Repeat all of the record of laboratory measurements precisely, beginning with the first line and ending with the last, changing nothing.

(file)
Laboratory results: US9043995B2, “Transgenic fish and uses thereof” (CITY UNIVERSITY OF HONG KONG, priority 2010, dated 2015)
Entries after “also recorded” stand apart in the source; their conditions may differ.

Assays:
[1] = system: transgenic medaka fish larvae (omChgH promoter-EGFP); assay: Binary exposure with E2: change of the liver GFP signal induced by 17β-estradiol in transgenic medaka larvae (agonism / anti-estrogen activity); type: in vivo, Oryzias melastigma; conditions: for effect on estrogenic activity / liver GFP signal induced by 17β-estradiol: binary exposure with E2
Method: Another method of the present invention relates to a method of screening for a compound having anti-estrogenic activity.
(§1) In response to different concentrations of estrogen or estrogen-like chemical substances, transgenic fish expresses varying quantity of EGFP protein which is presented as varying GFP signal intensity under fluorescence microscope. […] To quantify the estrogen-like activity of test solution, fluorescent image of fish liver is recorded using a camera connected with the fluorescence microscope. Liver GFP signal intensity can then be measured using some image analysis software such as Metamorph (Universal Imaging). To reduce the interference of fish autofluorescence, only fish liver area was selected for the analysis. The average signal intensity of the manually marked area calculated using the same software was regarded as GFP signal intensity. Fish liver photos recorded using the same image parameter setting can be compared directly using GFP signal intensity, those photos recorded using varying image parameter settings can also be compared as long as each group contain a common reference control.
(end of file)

Laboratory results: US9043995B2, “Transgenic fish and uses thereof” (CITY UNIVERSITY OF HONG KONG, priority 2010, dated 2015)
Entries after “also recorded” stand apart in the source; their conditions may differ.

Assays:
[1] = system: transgenic medaka fish larvae (omChgH promoter-EGFP); assay: Binary exposure with E2: change of the liver GFP signal induced by 17β-estradiol in transgenic medaka larvae (agonism / anti-estrogen activity); type: in vivo, Oryzias melastigma; conditions: for effect on estrogenic activity / liver GFP signal induced by 17β-estradiol: binary exposure with E2
Method: Another method of the present invention relates to a method of screening for a compound having anti-estrogenic activity.
(§1) In response to different concentrations of estrogen or estrogen-like chemical substances, transgenic fish expresses varying quantity of EGFP protein which is presented as varying GFP signal intensity under fluorescence microscope. […] To quantify the estrogen-like activity of test solution, fluorescent image of fish liver is recorded using a camera connected with the fluorescence microscope. Liver GFP signal intensity can then be measured using some image analysis software such as Metamorph (Universal Imaging). To reduce the interference of fish autofluorescence, only fish liver area was selected for the analysis. The average signal intensity of the manually marked area calculated using the same software was regarded as GFP signal intensity. Fish liver photos recorded using the same image parameter setting can be compared directly using GFP signal intensity, those photos recorded using varying image parameter settings can also be compared as long as each group contain a common reference control.